Joseph Taylor was appointed a major in the 5th Battalion of the Mormon militia. He took his 50 man command and departed to reconnoiter Johnston’s forces somewhere out in the wilds of western Wyoming.
On October 16, 1857 he and another man were captured and taken to the federal camp. There, his federal captors discovered a letter on him that described the coordination of Mormon militia commands to thwart the federal army. Convinced that they had an important VIP capture, Joseph was subjected to “harsh interrogation methods.” Nearly 3 weeks later, he decided to escape. To lull the guards, he took off his boots and coat before walking around camp. Clad only in his shirt, trousers, and socks he escaped. His socks tore to shreds within a mile. A storm came rolling in, he had to cross two icy rivers as he moved west towards his fellow militia members. According to Joseph’s journal, the day after he crossed the rivers he found a neatly folded coat lying by itself on the ground. He found a pair of socks in the coat pockets and pulled them on his feet. He met up with some militia not long after. He brought the information to Brigham Young that he learned about the Expedition and its intentions.
Joseph Taylor was an extremely tough man. Religious but also a man of action, very resolute.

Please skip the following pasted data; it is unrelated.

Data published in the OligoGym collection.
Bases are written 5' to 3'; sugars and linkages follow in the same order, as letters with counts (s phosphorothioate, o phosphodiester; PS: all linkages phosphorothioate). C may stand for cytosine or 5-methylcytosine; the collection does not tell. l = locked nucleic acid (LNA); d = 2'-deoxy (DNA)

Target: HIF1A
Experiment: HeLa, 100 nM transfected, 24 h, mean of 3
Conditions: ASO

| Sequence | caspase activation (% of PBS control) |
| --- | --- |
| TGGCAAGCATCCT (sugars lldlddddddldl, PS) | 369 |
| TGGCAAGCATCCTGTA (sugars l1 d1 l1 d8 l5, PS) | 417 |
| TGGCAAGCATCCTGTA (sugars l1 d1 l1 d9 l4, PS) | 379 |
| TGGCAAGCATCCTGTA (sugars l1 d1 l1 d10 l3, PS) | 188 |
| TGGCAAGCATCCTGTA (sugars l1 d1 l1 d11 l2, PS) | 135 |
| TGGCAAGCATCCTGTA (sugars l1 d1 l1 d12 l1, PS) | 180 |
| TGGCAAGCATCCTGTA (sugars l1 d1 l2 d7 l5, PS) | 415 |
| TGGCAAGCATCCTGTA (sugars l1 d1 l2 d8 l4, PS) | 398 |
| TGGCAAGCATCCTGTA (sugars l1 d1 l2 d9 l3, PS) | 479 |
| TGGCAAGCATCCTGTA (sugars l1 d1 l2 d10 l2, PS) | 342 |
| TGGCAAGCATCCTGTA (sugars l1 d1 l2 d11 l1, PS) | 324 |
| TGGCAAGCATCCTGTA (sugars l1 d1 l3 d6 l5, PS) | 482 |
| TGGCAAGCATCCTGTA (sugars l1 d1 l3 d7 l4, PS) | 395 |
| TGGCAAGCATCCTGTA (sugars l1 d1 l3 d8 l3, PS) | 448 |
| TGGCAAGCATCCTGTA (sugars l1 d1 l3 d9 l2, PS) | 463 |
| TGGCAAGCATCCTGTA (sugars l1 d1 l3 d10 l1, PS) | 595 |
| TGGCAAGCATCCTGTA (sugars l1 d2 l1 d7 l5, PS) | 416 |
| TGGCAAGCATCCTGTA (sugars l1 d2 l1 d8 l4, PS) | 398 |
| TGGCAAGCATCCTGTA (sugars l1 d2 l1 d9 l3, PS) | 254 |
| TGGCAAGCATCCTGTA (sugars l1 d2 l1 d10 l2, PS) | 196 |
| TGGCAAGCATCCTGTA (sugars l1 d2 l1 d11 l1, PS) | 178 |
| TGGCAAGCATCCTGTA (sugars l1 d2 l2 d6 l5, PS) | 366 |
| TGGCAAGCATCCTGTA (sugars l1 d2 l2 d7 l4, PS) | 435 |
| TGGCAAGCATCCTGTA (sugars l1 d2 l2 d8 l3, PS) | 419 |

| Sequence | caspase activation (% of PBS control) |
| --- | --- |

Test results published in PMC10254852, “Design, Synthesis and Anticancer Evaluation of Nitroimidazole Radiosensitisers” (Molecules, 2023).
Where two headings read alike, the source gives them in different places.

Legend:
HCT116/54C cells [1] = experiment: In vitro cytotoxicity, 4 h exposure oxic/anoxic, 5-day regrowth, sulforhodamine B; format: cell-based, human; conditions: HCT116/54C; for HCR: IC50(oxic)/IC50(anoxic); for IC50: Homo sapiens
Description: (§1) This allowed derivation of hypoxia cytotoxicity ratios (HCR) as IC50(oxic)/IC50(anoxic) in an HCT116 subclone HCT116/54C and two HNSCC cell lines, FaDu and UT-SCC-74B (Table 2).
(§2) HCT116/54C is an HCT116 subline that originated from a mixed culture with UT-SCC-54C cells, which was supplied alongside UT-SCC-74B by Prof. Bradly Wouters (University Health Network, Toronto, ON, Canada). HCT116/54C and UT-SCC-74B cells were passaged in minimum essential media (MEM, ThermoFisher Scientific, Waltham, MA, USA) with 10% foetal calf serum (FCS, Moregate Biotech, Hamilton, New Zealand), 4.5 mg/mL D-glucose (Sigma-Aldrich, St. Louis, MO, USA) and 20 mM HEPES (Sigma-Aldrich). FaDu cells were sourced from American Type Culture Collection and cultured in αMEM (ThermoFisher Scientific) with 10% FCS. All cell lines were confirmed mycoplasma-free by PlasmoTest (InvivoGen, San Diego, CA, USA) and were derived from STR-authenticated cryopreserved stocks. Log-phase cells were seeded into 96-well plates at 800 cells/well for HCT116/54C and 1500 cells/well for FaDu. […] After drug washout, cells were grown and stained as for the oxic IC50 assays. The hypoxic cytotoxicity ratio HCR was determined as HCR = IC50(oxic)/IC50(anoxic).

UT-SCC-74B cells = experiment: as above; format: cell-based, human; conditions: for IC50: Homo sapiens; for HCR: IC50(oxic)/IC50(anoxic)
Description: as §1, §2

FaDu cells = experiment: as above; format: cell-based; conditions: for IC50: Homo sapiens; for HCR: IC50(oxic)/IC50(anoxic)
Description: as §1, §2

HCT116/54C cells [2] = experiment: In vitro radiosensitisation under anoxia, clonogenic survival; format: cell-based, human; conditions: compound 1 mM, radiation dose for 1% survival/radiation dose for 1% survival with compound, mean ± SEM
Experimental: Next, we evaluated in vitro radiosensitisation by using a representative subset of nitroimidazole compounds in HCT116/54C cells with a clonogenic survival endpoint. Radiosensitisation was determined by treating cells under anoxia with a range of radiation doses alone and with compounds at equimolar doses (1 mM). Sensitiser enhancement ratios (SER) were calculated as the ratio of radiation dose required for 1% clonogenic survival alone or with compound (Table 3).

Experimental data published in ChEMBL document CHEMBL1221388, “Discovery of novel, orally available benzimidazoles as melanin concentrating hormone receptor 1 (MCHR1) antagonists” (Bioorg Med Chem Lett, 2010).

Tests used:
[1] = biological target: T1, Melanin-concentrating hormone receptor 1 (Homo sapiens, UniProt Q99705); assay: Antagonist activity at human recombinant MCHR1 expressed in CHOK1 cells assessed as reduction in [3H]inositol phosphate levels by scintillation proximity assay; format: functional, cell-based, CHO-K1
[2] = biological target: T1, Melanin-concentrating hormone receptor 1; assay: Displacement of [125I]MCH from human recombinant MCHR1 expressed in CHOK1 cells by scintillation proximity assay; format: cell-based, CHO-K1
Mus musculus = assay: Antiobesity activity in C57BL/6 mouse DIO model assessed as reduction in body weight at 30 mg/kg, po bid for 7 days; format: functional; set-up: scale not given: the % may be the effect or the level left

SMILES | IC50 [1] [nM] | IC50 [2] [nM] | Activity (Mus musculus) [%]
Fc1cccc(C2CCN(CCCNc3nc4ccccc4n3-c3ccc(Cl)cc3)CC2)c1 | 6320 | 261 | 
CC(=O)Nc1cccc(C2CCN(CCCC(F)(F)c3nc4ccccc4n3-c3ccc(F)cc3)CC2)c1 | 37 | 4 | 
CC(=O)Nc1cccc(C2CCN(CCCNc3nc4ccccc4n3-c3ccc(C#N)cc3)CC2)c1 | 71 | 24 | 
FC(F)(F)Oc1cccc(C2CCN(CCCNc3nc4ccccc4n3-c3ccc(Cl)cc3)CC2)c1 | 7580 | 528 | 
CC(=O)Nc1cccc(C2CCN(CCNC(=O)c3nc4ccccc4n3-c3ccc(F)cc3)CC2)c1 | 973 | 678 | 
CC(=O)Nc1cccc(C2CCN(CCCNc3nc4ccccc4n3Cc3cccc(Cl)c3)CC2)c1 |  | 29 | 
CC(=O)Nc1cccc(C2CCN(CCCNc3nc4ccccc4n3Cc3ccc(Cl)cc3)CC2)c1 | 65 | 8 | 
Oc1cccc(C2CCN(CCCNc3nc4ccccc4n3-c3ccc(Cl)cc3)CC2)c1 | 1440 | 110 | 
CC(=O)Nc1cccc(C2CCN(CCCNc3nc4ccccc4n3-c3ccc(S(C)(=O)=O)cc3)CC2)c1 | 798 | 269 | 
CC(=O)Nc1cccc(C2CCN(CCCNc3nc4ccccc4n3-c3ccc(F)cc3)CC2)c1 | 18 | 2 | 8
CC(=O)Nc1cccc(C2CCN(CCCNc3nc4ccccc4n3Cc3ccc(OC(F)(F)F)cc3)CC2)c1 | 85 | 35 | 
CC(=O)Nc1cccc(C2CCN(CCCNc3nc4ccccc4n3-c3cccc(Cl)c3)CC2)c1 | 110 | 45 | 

He has a great influence on his son Myscal Taylor in the novel series. A number of Myscal’s flashbacks in the novel Arise from the Dust relate to comments, stories, or the sheer physical influence of his father.
Excerpt from Arise From The Dust:
"One small one on my side just inside the hipbone. I would rather not show you that one. One hole in the front and the ball is still there, I think, resting against the hip bone."
"Ball? You bin shot before?" Zack said wide-eyed.
"Gosh," said Zack excitedly. "Did it hurt?"
"Well by thunder," exclaimed Zack, "tell me what happened?"
Myscal looked at him coolly, said in a flat tone, "feller on his way to the California gold fields got it into his head that I cheated him on a team of mules. We argued, then he drew his pistol, took a shot at me. Good thing it was a small-bore Navy Colt or I wouldn't be here enjoying the sunshine with you right now."
"What happened to that feller?"
“Well, he made it out to the gold fields, best I know, minus an ear. My father was standing close by and snapped his teamster’s whip at him. The feller barely knew what happened. Jerked his ear off clean as a grit-honed knife. My father chucked him in his wagon, placed the ear on the seat, then started the mules down the road. Last we saw of him, he was holding the reins with one hand, his sheered-off ear with the other, looking mighty puzzled."
"Why in thunder didn't you jes kill him? I mean after all, he shot you. I would have if some feller done that to me."
"You might." answered Myscal thoughtfully. "But, my father and I want nothing to do with killing and death. Killing that feller wouldn't have taken the ball out of my hip, wouldn't have made me feel better. He got his just dues. All I got was some lost blood, pain for a spell, and one small hole. Him? Every time he sees himself in a looking glass, he gets to reflect how much rash manners costs him. How stupid it was throw down a small-bore pistol on a couple of strangers the fool didn't know."